cakelady15 Posted 16 Mar 2009 , 4:26pm
post #4 of 18

It can be a pain to get everything set up so if you live with your parents and will be moving you may want to really think about that. When you move, you will have to re-register your business, get re-inspected, and change anything that might have your address on it. Depending what state you live in, the inspection process can be pretty tough so you might not want to go through it twice. Also, when you do get ready to move, if you've already established your business, you will have to make sure you would still be allowed to have it wherever you move to. A lot of rental properties won't allow you to run a home based business out of them.

Some of the things I do to maximize my time:
1. I always have my day planner with me and I always keep it up to date so I know right off the bat if I can do a cake on a day that someone is asking me for.
2. I have a blackberry with internet access so I can check my cake e-mail when I'm away from my home office.
3. I set up a business phone line which is actually the same price as my home phone was and it has free call forwarding so I set it up to forward all my business calls to my cell when I'm not at home so that I don't spend half the night returning messages. (this also allowed me to have a free listing in the yellow pages)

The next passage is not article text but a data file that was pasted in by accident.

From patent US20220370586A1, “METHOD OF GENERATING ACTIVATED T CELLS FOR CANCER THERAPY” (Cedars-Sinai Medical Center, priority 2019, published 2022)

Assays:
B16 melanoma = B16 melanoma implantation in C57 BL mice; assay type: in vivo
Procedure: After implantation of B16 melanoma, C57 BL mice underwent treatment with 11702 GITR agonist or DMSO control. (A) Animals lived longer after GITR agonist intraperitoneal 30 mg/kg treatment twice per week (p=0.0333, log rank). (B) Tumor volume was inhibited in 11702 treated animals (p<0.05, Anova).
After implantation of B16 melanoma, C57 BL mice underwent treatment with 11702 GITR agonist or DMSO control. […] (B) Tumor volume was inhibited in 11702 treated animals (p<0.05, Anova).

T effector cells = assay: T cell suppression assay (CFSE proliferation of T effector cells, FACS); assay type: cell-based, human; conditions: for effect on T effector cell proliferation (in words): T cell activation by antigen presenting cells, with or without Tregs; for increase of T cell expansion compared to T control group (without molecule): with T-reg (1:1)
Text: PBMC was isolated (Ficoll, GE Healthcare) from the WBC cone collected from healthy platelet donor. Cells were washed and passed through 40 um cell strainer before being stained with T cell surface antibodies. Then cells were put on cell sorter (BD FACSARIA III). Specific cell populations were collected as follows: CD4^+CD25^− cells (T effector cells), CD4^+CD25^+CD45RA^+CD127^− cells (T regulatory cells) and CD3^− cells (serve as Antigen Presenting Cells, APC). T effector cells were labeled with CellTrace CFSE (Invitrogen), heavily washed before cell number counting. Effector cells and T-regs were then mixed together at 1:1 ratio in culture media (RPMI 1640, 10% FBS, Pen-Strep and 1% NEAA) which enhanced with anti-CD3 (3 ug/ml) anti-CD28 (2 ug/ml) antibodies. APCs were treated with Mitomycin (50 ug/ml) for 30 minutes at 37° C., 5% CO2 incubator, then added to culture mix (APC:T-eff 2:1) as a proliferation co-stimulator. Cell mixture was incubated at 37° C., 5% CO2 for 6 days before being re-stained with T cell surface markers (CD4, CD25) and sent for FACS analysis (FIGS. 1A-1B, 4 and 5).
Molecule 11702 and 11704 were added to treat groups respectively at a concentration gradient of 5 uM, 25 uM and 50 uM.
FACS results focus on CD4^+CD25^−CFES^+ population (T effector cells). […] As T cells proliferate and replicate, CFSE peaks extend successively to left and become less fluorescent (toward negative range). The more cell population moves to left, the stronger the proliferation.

4. Most people want their cakes delivered on Saturdays so that means I spend most of my nights on Thursday and Friday baking and decorating.
5. I only set up wedding cake tasting appointments for Tuesday or Wednesday nights so I can make the cakes on Monday and none of those things interferes with my weekend baking.
6. Being organized is very key. On Saturday afternoons, after all my caking for that week is done, I review my cakes for the next week and make a list of everything I will need. Then I head to the cake shop and grocery store and get anything I might be out of. I only go to the store once a week and that's very important to me. If I have to stop in the middle of a cake to get more supplies it throws off my whole schedule.
7. On Sundays, I do all my paperwork, update my books, log receipts, make out contracts for the upcoming week, and any other office stuff that I need to take care so that it doesn't pile up.
8. On Monday, I start all over again icon_biggrin.gif